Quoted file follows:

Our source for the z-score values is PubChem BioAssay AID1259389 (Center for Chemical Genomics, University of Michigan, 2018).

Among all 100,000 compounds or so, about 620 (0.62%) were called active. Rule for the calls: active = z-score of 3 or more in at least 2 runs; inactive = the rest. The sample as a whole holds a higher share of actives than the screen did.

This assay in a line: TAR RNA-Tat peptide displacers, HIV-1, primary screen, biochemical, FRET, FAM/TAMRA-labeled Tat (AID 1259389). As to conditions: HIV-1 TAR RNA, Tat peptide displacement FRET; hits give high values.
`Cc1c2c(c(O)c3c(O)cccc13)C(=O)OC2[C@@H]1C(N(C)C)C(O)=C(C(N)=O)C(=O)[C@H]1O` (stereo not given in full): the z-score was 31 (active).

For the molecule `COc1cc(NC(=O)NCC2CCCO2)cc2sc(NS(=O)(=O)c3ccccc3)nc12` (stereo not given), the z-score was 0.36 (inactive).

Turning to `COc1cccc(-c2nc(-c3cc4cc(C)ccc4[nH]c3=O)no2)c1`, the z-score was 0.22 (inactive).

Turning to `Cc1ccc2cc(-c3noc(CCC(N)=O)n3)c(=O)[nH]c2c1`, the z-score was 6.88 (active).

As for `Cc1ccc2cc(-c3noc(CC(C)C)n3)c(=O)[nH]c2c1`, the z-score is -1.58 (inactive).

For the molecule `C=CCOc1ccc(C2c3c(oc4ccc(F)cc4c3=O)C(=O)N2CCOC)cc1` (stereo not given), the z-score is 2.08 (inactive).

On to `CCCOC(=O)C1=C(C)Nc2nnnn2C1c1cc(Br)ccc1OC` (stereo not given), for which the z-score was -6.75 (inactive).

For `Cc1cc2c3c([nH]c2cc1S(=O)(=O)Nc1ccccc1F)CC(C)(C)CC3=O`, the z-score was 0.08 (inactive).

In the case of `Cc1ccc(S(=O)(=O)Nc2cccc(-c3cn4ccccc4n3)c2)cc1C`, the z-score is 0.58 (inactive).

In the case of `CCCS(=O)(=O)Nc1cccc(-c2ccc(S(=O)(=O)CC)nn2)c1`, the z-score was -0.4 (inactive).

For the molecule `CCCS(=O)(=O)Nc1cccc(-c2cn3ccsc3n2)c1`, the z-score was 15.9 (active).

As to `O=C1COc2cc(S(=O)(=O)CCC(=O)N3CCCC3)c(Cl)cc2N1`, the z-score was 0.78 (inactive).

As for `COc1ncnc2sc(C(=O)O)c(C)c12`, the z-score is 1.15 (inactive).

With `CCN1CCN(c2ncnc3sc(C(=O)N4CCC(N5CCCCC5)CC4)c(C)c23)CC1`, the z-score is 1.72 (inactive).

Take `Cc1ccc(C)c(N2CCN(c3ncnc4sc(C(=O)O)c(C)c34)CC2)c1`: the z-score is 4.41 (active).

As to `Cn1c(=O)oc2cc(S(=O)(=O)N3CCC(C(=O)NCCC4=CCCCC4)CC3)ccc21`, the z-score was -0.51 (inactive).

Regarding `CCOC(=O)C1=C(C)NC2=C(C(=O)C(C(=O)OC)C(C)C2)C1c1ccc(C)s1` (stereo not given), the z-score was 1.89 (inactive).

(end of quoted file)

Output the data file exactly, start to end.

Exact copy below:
Our source for the z-score values is PubChem BioAssay AID1259389 (Center for Chemical Genomics, University of Michigan, 2018).

Among all 100,000 compounds or so, about 620 (0.62%) were called active. Rule for the calls: active = z-score of 3 or more in at least 2 runs; inactive = the rest. The sample as a whole holds a higher share of actives than the screen did.

This assay in a line: TAR RNA-Tat peptide displacers, HIV-1, primary screen, biochemical, FRET, FAM/TAMRA-labeled Tat (AID 1259389). As to conditions: HIV-1 TAR RNA, Tat peptide displacement FRET; hits give high values.
`Cc1c2c(c(O)c3c(O)cccc13)C(=O)OC2[C@@H]1C(N(C)C)C(O)=C(C(N)=O)C(=O)[C@H]1O` (stereo not given in full): the z-score was 31 (active).

For the molecule `COc1cc(NC(=O)NCC2CCCO2)cc2sc(NS(=O)(=O)c3ccccc3)nc12` (stereo not given), the z-score was 0.36 (inactive).

Turning to `COc1cccc(-c2nc(-c3cc4cc(C)ccc4[nH]c3=O)no2)c1`, the z-score was 0.22 (inactive).

Turning to `Cc1ccc2cc(-c3noc(CCC(N)=O)n3)c(=O)[nH]c2c1`, the z-score was 6.88 (active).

As for `Cc1ccc2cc(-c3noc(CC(C)C)n3)c(=O)[nH]c2c1`, the z-score is -1.58 (inactive).

For the molecule `C=CCOc1ccc(C2c3c(oc4ccc(F)cc4c3=O)C(=O)N2CCOC)cc1` (stereo not given), the z-score is 2.08 (inactive).

On to `CCCOC(=O)C1=C(C)Nc2nnnn2C1c1cc(Br)ccc1OC` (stereo not given), for which the z-score was -6.75 (inactive).

For `Cc1cc2c3c([nH]c2cc1S(=O)(=O)Nc1ccccc1F)CC(C)(C)CC3=O`, the z-score was 0.08 (inactive).

In the case of `Cc1ccc(S(=O)(=O)Nc2cccc(-c3cn4ccccc4n3)c2)cc1C`, the z-score is 0.58 (inactive).

In the case of `CCCS(=O)(=O)Nc1cccc(-c2ccc(S(=O)(=O)CC)nn2)c1`, the z-score was -0.4 (inactive).

For the molecule `CCCS(=O)(=O)Nc1cccc(-c2cn3ccsc3n2)c1`, the z-score was 15.9 (active).

As to `O=C1COc2cc(S(=O)(=O)CCC(=O)N3CCCC3)c(Cl)cc2N1`, the z-score was 0.78 (inactive).

As for `COc1ncnc2sc(C(=O)O)c(C)c12`, the z-score is 1.15 (inactive).

With `CCN1CCN(c2ncnc3sc(C(=O)N4CCC(N5CCCCC5)CC4)c(C)c23)CC1`, the z-score is 1.72 (inactive).

Take `Cc1ccc(C)c(N2CCN(c3ncnc4sc(C(=O)O)c(C)c34)CC2)c1`: the z-score is 4.41 (active).

As to `Cn1c(=O)oc2cc(S(=O)(=O)N3CCC(C(=O)NCCC4=CCCCC4)CC3)ccc21`, the z-score was -0.51 (inactive).

Regarding `CCOC(=O)C1=C(C)NC2=C(C(=O)C(C(=O)OC)C(C)C2)C1c1ccc(C)s1` (stereo not given), the z-score was 1.89 (inactive).